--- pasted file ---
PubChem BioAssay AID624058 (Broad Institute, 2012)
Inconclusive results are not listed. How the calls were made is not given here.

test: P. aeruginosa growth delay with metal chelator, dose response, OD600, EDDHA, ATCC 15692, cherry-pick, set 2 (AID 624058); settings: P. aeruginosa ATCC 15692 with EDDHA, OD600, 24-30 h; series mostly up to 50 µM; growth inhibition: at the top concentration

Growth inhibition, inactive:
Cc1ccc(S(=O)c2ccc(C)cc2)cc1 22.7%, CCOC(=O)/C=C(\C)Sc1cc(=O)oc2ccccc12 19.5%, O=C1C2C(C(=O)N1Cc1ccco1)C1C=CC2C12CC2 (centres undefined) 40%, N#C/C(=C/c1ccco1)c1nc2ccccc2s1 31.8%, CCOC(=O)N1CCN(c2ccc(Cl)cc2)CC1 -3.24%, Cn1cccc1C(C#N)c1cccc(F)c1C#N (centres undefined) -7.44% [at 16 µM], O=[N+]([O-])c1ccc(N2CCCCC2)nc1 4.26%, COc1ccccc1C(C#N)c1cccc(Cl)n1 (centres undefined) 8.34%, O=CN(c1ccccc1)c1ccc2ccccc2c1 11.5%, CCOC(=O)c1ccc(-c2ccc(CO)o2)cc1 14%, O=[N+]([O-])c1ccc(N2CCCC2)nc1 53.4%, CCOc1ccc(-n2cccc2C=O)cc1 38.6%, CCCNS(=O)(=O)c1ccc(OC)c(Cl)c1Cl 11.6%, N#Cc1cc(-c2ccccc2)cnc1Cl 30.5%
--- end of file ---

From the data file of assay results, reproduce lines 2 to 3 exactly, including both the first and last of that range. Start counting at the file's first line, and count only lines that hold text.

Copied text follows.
Inconclusive results are not listed. How the calls were made is not given here.

test: P. aeruginosa growth delay with metal chelator, dose response, OD600, EDDHA, ATCC 15692, cherry-pick, set 2 (AID 624058); settings: P. aeruginosa ATCC 15692 with EDDHA, OD600, 24-30 h; series mostly up to 50 µM; growth inhibition: at the top concentration